Mesa County, Colorado, located outside of Grand Junction, was one of the hardest hit regions during the oil shale boom and bust of the 1980s. In the bust’s wake, over 400 subdivisions containing about 4,000 lots throughout the County were left with outstanding development improvement agreements.

To address this issue, Mesa County put several measures in place to ensure these complications would not arise in the future.

A new Development Improvements Agreement form and financial guarantees were negotiated with the banks and development community. In addition, a new financial guarantee called the “Subdivision Disbursement Agreement” was approved. This is an agreement between the financial institution that finances the developer’s construction loan and the County.

In order to eliminate duplicate loans and guarantees to the bank, the lender agrees to ‘set aside’ a portion of the construction loan to guarantee the itemized cost of the improvements in the Development Improvements Agreement.

The local partnerships have worked well in Mesa County for the last 20 years, and this guarantee is used to prevent incomplete improvements.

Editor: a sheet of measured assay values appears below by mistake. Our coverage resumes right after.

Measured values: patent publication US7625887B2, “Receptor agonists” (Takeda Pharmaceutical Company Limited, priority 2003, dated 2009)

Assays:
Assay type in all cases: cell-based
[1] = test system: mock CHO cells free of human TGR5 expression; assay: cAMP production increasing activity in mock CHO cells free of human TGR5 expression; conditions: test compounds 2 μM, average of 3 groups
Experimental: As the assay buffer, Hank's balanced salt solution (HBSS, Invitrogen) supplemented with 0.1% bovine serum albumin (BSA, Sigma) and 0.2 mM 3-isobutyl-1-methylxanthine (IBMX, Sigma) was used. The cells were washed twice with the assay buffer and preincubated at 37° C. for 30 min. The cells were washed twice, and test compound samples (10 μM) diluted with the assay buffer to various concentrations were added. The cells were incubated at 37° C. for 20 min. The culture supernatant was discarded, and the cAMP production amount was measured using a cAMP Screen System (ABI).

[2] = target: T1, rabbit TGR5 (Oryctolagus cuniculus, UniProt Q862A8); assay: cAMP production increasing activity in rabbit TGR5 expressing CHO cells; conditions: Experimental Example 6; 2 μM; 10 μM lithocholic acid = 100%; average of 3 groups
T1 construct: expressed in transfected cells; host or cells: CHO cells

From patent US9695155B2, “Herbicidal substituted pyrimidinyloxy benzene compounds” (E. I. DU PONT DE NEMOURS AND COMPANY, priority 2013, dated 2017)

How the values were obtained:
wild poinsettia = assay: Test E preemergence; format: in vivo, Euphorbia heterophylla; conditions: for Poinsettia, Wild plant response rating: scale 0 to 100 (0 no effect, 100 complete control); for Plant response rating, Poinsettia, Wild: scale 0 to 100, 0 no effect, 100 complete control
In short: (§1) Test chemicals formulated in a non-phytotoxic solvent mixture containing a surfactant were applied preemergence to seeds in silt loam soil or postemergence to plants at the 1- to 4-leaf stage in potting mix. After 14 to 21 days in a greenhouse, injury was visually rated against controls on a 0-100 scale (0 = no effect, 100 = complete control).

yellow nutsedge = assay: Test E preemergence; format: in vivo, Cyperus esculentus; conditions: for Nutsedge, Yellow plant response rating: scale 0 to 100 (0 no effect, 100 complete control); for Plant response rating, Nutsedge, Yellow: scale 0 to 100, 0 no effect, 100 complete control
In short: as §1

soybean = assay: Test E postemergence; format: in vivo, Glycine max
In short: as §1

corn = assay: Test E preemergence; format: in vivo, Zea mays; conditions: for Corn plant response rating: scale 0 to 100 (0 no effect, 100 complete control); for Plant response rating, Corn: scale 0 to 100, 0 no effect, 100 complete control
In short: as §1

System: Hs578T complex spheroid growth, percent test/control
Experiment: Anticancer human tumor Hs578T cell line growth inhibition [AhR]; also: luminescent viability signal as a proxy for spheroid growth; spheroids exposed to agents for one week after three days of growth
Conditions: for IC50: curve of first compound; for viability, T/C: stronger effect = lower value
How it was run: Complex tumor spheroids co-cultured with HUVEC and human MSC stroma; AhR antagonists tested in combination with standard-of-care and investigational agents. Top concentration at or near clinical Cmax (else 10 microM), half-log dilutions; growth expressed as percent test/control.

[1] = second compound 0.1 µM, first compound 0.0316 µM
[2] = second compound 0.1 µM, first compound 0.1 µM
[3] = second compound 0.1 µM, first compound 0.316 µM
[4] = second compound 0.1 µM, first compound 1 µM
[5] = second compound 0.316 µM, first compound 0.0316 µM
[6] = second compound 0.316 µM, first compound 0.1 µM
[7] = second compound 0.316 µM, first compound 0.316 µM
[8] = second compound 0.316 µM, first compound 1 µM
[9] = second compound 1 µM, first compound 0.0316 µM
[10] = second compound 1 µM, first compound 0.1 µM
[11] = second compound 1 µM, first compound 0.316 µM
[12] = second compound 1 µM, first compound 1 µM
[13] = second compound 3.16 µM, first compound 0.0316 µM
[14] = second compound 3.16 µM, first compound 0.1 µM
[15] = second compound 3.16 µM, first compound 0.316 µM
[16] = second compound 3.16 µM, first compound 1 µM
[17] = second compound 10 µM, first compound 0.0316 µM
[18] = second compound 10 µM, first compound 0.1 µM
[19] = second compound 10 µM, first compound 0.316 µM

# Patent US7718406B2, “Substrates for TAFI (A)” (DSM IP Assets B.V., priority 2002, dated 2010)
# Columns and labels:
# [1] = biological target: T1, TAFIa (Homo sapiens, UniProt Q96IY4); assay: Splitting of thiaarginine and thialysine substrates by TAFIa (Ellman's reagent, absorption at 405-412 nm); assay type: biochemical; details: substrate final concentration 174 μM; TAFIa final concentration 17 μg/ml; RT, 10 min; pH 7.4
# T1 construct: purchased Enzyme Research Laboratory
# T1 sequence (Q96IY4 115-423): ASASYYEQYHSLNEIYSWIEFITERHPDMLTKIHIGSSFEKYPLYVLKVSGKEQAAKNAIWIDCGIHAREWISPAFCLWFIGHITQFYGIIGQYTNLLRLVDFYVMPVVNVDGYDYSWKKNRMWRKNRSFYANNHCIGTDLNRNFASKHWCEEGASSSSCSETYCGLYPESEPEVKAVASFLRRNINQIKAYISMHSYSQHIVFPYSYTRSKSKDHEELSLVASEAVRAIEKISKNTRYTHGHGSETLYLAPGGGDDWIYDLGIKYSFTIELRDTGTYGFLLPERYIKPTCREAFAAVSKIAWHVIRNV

The policies that Mesa County put in place after the oil shale bust of the 80’s are still employed today. They allowed the County to avoid an overabundance of incomplete subdivisions as a result of the recent real estate collapse. 

Of the Colorado counties analyzed in this study, Mesa County had the lowest percentage of vacant subdivision parcels to total subdivision lots. Other counties may benefit from adopting some of Mesa County’s practices to help mitigate the issues affiliated with an abundance of incomplete subdivisions.


Case Study Resources

Mesa County, CO Development Improvements Agreement



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  • Challenges:
  • fiscalhealth
  • State:
  • colorado
  • Scale:
  • site, neighborhood